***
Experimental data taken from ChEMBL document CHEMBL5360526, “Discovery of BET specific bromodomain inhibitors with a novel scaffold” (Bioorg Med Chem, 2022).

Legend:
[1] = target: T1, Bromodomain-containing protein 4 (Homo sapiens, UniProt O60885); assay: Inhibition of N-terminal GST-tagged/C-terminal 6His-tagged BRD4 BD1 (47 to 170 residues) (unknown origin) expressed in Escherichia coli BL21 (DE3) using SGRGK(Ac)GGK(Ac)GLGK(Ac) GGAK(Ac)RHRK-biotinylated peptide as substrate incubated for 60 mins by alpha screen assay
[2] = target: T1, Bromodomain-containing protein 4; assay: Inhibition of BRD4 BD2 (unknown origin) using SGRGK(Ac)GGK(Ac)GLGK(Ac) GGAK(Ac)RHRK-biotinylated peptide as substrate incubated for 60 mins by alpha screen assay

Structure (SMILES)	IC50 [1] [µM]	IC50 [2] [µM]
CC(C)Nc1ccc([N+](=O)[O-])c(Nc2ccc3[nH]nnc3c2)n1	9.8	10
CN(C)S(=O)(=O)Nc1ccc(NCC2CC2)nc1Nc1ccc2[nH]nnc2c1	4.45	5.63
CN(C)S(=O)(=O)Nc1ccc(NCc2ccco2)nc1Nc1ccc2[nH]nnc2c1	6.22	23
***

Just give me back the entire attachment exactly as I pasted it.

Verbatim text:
Experimental data taken from ChEMBL document CHEMBL5360526, “Discovery of BET specific bromodomain inhibitors with a novel scaffold” (Bioorg Med Chem, 2022).

Legend:
[1] = target: T1, Bromodomain-containing protein 4 (Homo sapiens, UniProt O60885); assay: Inhibition of N-terminal GST-tagged/C-terminal 6His-tagged BRD4 BD1 (47 to 170 residues) (unknown origin) expressed in Escherichia coli BL21 (DE3) using SGRGK(Ac)GGK(Ac)GLGK(Ac) GGAK(Ac)RHRK-biotinylated peptide as substrate incubated for 60 mins by alpha screen assay
[2] = target: T1, Bromodomain-containing protein 4; assay: Inhibition of BRD4 BD2 (unknown origin) using SGRGK(Ac)GGK(Ac)GLGK(Ac) GGAK(Ac)RHRK-biotinylated peptide as substrate incubated for 60 mins by alpha screen assay

Structure (SMILES)	IC50 [1] [µM]	IC50 [2] [µM]
CC(C)Nc1ccc([N+](=O)[O-])c(Nc2ccc3[nH]nnc3c2)n1	9.8	10
CN(C)S(=O)(=O)Nc1ccc(NCC2CC2)nc1Nc1ccc2[nH]nnc2c1	4.45	5.63
CN(C)S(=O)(=O)Nc1ccc(NCc2ccco2)nc1Nc1ccc2[nH]nnc2c1	6.22	23